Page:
Lately we’ve studied first language acquisition, which comes about in different stages. My textbook notes five stages, ranging from 1 to 4½ years old. This is where the bulk of language acquisition takes place. Yet according to an article titled “Linguistic Development” by Andrew Matthews, “The period from 5 to 12 is evidently one of linguistic refinement. The language that a child employs is perfectly capable of enabling communication with others. It lacks the subtlety, ambiguity and expressive power of adult speech.” Ambiguity? Yes, sometimes, but one delightful thing about young children is their shocking habit of speaking their mind. But that’s another matter. The point I noticed was that, as young as the Istre kids are, Steele (age 5) is the only one who’s still close to those stages of language acquisition. So I set out for the last few weeks to make note of all the odd things he said and how he said them. Helped by Chelsa, his mom and my secret informant, I recorded quite a few. I shall present them now with explanations and conjectures on the linguistic terms and principles they exemplify, and on how they show Steele’s progress in language acquisition.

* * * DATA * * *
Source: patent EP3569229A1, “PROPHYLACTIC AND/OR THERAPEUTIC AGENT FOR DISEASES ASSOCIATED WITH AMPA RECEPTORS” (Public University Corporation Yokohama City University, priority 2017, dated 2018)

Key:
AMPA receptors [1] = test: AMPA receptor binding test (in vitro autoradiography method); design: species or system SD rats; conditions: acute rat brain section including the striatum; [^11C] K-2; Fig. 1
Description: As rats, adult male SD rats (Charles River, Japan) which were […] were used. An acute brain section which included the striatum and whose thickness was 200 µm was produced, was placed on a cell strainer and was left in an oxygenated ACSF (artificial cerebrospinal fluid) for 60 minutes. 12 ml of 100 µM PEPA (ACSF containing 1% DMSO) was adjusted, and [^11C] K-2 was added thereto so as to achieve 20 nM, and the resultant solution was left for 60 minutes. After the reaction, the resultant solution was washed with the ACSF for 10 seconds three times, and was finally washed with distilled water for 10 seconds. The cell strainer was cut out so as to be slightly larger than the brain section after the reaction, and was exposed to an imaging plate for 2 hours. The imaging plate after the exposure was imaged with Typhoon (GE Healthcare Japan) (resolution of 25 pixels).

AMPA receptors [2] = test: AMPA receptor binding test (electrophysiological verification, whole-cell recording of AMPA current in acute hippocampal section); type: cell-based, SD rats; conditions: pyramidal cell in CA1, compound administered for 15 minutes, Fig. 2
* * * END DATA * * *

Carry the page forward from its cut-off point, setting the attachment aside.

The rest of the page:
Before I get into it, I’d like to explain that my notes mainly have to do with phonology (the study of language sounds) and morphology (the study of word formation). There are actually two other areas linguists usually study in conjunction with these, namely syntax (the study sentence formation) and pragmatics (the use of language in specific contexts). But the first two have been the most interesting to me in class, and for the sake of space I’m only analyzing these areas. But I do hope that bit is at least halfway as interesting to you as it’s been to me!
Phonology - study of the sound of language